Wednesday, September 22, 2010


The crew is concerned with citizenship lately.  We on team Pelagic are firm believers in having two passports each, since you never know when one nation or another might let you down.  (Joke.  Sort of.)

Yesterday Alisa checked into the necessary steps for parlaying her permanent resident visa into Australian citizenship.  We've long known that Oz inconveniently doubled the required length of residency for new citizens just before her visa was granted, and she was calling to find out about allowable waivers to the current four-year requirement.  Stay tuned.

Meanwhile Eric, who already has his Aussie passport, has an appointment at the U.S. consulate in Melbourne for early next month to be registered as a Yank.  Alisa will fly up with him for the day while Elias and I keep things going here, so I had to sign an affidavit giving my consent for him to obtain a U.S. passport.  And that affidavit gave us a great interaction with a nearly bygone world of trans-border paper shuffling.

First I had to have the affidavit notarized, which is a bit of a production in Oz - you can't get it done at a 7-11, the way you can in the U.S.  And then I had to get an apostille,  which is French for "you give me 80 bucks and I give you this nifty green ribbon."

That's the apostille above - certification of the notarization by the Australian government for use by a foreign power.  It did cost 80 Australian dollars, which lately is about $77 in real money.  But for that price I figure we got a great look at a nearly-vanished world, the world of official seals and Ribbons that Mean Something and ink-stained clerks laboring at high desks.

And what a treat it will be to recount this tale to Eric twenty years from now:  "I had to sign a piece of paper, with a pen.  Then I took it to one office to get it certified as authentic.  Then I took it to a second office, where they certified the certification that I got at the first office.  Then mom got on a plane with you and flew to a whole other city, where she surrendered the piece of paper.  And then the people in that office sent the piece of paper to a different country.  That's how things were done back then."

I reckon that's one of the joys of this fast-changin' modern world: the chance to savor a situation as anachronistic, even as you're living it.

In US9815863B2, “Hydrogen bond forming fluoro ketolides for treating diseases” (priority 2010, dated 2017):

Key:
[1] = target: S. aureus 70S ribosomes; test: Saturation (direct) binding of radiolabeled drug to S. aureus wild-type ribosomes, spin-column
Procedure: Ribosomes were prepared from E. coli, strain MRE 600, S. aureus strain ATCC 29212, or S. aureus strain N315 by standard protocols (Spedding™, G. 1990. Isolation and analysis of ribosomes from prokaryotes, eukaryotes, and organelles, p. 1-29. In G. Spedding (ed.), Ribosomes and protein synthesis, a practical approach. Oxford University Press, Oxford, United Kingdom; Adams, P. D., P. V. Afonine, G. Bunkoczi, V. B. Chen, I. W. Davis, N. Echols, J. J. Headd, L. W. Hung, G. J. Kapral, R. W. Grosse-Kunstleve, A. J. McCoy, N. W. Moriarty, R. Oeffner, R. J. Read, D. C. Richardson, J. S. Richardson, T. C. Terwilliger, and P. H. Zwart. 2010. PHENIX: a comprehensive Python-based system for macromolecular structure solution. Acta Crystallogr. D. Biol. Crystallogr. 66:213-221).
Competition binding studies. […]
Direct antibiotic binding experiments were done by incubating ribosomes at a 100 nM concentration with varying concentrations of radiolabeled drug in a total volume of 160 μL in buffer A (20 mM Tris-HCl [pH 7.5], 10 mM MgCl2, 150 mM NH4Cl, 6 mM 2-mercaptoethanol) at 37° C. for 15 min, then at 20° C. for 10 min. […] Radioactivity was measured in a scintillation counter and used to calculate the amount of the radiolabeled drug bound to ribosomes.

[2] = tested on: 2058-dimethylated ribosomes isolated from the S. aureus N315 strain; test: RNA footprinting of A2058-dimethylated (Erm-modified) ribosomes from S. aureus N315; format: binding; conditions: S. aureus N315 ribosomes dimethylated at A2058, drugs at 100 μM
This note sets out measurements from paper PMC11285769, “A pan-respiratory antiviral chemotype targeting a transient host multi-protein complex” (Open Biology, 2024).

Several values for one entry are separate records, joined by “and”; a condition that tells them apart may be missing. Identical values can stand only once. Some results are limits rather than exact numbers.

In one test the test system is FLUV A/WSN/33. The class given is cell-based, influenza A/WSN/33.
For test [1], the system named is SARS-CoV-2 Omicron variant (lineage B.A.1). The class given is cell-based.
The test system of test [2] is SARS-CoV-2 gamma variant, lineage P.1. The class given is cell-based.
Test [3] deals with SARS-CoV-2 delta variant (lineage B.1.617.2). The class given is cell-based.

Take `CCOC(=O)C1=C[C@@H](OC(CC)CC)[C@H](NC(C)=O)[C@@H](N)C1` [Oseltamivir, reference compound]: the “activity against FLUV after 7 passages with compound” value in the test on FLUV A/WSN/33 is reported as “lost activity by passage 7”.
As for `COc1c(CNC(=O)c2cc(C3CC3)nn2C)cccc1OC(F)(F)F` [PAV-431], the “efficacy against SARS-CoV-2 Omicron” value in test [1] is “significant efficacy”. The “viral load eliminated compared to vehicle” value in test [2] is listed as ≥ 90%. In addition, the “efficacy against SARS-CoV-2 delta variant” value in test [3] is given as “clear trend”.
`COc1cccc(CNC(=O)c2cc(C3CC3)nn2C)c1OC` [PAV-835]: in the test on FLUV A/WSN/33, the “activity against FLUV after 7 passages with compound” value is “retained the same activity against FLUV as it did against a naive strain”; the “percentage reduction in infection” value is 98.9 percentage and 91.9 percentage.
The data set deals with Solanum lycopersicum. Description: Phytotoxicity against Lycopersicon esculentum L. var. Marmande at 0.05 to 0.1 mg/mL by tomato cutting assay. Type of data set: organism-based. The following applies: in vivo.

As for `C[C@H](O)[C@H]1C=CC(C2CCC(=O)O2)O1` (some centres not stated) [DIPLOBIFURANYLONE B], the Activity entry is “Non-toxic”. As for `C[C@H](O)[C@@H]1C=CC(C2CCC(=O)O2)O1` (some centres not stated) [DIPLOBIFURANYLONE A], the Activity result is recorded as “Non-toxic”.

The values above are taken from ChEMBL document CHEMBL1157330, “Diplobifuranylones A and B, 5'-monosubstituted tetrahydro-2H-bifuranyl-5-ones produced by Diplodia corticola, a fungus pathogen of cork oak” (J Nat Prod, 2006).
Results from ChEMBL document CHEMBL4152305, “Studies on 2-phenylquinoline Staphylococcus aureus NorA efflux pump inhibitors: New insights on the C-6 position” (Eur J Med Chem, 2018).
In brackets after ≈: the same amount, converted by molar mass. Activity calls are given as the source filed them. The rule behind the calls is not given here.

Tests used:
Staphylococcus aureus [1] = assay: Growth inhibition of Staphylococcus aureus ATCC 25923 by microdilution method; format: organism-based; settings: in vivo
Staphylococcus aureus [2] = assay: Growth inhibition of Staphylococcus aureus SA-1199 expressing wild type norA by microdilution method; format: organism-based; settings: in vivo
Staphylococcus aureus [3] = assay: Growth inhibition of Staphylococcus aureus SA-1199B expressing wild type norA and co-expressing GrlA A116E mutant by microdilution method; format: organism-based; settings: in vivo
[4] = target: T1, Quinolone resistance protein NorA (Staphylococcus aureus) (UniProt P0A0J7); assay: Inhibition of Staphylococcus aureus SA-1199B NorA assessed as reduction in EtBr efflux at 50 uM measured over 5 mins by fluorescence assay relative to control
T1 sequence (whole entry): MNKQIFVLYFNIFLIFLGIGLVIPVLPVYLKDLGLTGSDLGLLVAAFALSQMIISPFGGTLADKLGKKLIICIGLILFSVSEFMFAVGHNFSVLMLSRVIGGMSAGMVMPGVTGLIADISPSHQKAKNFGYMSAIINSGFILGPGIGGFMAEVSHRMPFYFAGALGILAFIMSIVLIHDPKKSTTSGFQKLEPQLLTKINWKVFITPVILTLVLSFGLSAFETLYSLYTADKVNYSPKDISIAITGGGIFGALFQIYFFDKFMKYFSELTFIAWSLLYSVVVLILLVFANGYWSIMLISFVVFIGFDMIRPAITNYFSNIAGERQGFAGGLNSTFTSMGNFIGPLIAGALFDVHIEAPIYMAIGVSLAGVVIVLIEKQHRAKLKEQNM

Elias getting a haircut yesterday.  "How do you want it cut?"  I asked.  "Like yours," he answered.

Monday, September 20, 2010


Two house-sits ago.

One house-sit ago.

Current house-sit.

Three diaper blow-outs ago.

Most recent dinner party - baked Alaska!

Four precious moments ago.


Last night after dinner Elias and I set out to look for penguins.  We had heard of a colony of little penguins (Eudyptula minor) right here in suburban Hobart, on the Derwent estuary, and sure enough after a quick drive and a ten minute walk down a narrow track in the dark, holding hands and shining a red-filtered flashlight so we didn't trip over roots, we found it.  

We only saw one penguin who happened to stumble into us on the track in the dark and went squawking into the undergrowth to escape.  A local had told me to put red cellophane over our flashlight to reduce the impact of the light on the birds.  But even with that precaution I didn't want to shine the light around the colony too much, and the brief stabs of light that I did allow myself revealed thick bushes that would make seeing any more penguins pretty unlikely.

But we could hear the penguins calling around us.  We were in a little drainage above a tiny pocket of beach between the cliffs that dominate that part of the coastline, and all around us in the dark penguins were calling, sounding very much like common murres from the northern hemisphere and also very much like the dinosaurs that they are.  So Elias and I just found a comfortable place to sit down and listen to them.  He was very good about whispering so as not to disturb the birds, and though he was disappointed at not seeing any more, he was happy enough to sit there and listen to them, and now he can do a mean penguin imitation to boot.

We likely won't go back.  Little penguins can be very tolerant of people at their colonies, but the population that nests in the Derwent is facing the same sort of pressures from urbanization that are slowly killing off the belugas and salmon of Cook Inlet in Alaska.  So I figure that the local penguins have enough to worry about without being harassed by an ex-seabird biologist and his kid.